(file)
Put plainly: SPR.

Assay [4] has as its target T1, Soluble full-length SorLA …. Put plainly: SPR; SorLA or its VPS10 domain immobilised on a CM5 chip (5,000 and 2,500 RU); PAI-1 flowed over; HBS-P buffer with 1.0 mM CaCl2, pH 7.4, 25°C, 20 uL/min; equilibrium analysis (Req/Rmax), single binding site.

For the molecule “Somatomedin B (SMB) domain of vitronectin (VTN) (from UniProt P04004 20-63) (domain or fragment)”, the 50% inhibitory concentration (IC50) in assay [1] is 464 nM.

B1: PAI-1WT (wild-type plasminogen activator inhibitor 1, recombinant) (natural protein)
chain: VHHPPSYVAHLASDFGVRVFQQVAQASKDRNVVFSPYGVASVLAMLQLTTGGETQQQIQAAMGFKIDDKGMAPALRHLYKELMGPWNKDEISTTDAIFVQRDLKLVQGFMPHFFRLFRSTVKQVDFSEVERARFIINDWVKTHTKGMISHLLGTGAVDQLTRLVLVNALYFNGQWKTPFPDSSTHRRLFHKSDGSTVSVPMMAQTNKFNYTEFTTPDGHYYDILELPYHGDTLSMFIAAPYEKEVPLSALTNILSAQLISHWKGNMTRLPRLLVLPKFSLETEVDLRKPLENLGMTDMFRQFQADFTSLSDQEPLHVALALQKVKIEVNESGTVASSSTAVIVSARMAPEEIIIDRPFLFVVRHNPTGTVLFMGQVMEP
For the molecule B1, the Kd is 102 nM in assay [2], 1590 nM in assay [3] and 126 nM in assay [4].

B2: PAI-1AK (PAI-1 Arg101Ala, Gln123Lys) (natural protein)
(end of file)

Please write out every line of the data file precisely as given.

Put plainly: SPR.

Assay [4] has as its target T1, Soluble full-length SorLA …. Put plainly: SPR; SorLA or its VPS10 domain immobilised on a CM5 chip (5,000 and 2,500 RU); PAI-1 flowed over; HBS-P buffer with 1.0 mM CaCl2, pH 7.4, 25°C, 20 uL/min; equilibrium analysis (Req/Rmax), single binding site.

For the molecule “Somatomedin B (SMB) domain of vitronectin (VTN) (from UniProt P04004 20-63) (domain or fragment)”, the 50% inhibitory concentration (IC50) in assay [1] is 464 nM.

B1: PAI-1WT (wild-type plasminogen activator inhibitor 1, recombinant) (natural protein)
chain: VHHPPSYVAHLASDFGVRVFQQVAQASKDRNVVFSPYGVASVLAMLQLTTGGETQQQIQAAMGFKIDDKGMAPALRHLYKELMGPWNKDEISTTDAIFVQRDLKLVQGFMPHFFRLFRSTVKQVDFSEVERARFIINDWVKTHTKGMISHLLGTGAVDQLTRLVLVNALYFNGQWKTPFPDSSTHRRLFHKSDGSTVSVPMMAQTNKFNYTEFTTPDGHYYDILELPYHGDTLSMFIAAPYEKEVPLSALTNILSAQLISHWKGNMTRLPRLLVLPKFSLETEVDLRKPLENLGMTDMFRQFQADFTSLSDQEPLHVALALQKVKIEVNESGTVASSSTAVIVSARMAPEEIIIDRPFLFVVRHNPTGTVLFMGQVMEP
For the molecule B1, the Kd is 102 nM in assay [2], 1590 nM in assay [3] and 126 nM in assay [4].

B2: PAI-1AK (PAI-1 Arg101Ala, Gln123Lys) (natural protein)